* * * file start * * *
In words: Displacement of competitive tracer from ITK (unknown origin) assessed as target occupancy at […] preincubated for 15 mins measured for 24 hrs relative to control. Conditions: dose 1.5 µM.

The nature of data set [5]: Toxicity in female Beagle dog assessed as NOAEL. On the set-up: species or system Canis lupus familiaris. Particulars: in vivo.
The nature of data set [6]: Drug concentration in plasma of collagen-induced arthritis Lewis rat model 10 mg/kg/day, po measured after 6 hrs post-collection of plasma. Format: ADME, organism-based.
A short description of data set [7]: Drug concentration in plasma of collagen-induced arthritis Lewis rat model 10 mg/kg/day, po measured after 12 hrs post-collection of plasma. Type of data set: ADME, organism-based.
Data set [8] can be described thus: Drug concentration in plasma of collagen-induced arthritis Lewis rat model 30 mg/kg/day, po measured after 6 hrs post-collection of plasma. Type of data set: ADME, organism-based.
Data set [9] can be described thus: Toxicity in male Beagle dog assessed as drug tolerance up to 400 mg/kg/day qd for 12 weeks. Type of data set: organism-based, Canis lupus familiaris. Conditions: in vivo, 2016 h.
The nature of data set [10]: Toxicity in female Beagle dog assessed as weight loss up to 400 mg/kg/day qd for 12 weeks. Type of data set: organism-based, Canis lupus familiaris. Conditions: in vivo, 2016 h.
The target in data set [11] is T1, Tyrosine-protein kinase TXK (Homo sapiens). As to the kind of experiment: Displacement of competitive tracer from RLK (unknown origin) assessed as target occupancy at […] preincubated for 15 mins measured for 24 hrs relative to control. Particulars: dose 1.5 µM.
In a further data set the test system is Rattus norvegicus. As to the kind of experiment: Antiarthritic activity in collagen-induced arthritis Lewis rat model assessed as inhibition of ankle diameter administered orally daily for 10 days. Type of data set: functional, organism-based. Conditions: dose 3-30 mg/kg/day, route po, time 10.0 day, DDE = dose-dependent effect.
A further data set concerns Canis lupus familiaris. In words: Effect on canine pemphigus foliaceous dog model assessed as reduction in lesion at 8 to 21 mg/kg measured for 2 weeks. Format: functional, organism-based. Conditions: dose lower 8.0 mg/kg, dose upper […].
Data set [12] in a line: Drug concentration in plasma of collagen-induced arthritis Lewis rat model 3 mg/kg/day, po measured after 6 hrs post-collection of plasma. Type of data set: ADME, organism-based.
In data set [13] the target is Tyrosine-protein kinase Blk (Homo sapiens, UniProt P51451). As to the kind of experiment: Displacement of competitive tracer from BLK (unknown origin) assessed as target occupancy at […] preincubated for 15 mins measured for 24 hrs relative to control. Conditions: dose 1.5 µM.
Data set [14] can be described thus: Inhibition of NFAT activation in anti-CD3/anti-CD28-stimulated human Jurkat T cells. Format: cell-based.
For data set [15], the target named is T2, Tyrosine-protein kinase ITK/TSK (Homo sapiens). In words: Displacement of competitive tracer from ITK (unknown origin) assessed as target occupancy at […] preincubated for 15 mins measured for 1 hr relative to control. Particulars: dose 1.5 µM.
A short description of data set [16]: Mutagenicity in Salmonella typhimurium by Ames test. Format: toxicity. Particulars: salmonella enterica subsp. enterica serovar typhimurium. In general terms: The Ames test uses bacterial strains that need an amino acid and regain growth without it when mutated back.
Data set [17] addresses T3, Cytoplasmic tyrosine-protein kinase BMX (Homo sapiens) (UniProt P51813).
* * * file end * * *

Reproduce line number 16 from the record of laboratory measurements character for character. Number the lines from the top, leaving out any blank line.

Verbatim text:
Data set [17] addresses T3, Cytoplasmic tyrosine-protein kinase BMX (Homo sapiens) (UniProt P51813).